Three episodes in, it sure is purdy.
What I find equally purdy (funny) is the amount of praise this series is getting in the anime world. On MyAnimeList, it’s currently within the top 100 based on average rating after three episodes. Does it deserve that hype? I’d say no, but also the potential for a yes later down the line.
At the heart of Violet Evergarden is the ability to empathize, to cherish, and to love those around you, as a reminder of what we take for granted in everyday life. Each episode thus far has had a poignant emphasis on finding what gives our hearts peace of mind, as contradictory as that sounds. Dealing with loss, the ability to grieve, and coping with a life with regrets unsettled provides the benchmark for an anime that tries to provide more for the audience to think (and feel) about as they’re watching. This in and of itself makes this series better than about half of all anime ever, but that’s from the mind of someone who prefers substantial quality of mental stimulation (also known as “2deep4u”) than anything else.
At the same time, the way this central motivation is framed provides some issues with predictability in the plot of each episode and the overarching narrative of one Violet Evergarden. Someone is dealing with regret. They don’t know what to do. Let the music drown the viewer in said character’s wallows as Violet or any other character teaches them about how to live happily again by touching their heart. In the meantime, Violet exhibits grade-A kuudere characteristics as she very, very gradually gains back her humanity through interacting with other human characters dealing with immense psychological and emotional problems, things with which Violet lacks. Isn’t it just so i-r-o-n-i-c that Violet’s official title is “doll,” considering she’s as empty as one? Look at her shiny robot hands! If the anime derails from this path, I would be absolutely stunned.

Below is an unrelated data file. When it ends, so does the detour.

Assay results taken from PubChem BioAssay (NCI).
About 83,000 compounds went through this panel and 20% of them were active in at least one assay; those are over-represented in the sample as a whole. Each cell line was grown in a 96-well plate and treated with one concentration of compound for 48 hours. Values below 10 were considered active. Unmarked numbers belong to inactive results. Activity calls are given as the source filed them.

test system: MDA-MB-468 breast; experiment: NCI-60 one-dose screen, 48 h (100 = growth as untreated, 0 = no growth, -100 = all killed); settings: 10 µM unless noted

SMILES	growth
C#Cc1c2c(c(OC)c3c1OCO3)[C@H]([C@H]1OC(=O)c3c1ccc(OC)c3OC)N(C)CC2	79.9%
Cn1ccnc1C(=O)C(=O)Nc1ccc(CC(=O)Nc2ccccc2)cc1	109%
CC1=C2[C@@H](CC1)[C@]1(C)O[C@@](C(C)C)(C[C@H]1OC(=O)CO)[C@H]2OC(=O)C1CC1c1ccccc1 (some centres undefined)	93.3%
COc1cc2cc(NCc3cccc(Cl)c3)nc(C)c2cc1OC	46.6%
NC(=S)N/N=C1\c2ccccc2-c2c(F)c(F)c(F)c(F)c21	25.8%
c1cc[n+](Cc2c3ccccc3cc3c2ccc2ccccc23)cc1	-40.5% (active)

Still, it’s enough to say that this series is trying to portray a thought-provoking and emotionally-stimulating story the likes anime doesn’t portray often. The atmosphere is on-point, the animation and aesthetic is very good, and the characters, if one is willing to excuse their slightly one-beat personalities, are cheery in their dispositions. The major thing to keep an eye on is how they intend to carry out the story; if it goes as I expect it to, it’ll likely be a decent, if not enjoyable watch that’s typical of KyoAni when they want to go all out. Otherwise, it could be truly great or a true waste of potential. The “yes” still has a chance to see the light of day ahead.
2 thoughts on “Early Impressions: Violet Evergarden”
I can’t watch this one at the moment but there has certainly been a lot of positive hype. Will look forward to when it is released in Australia.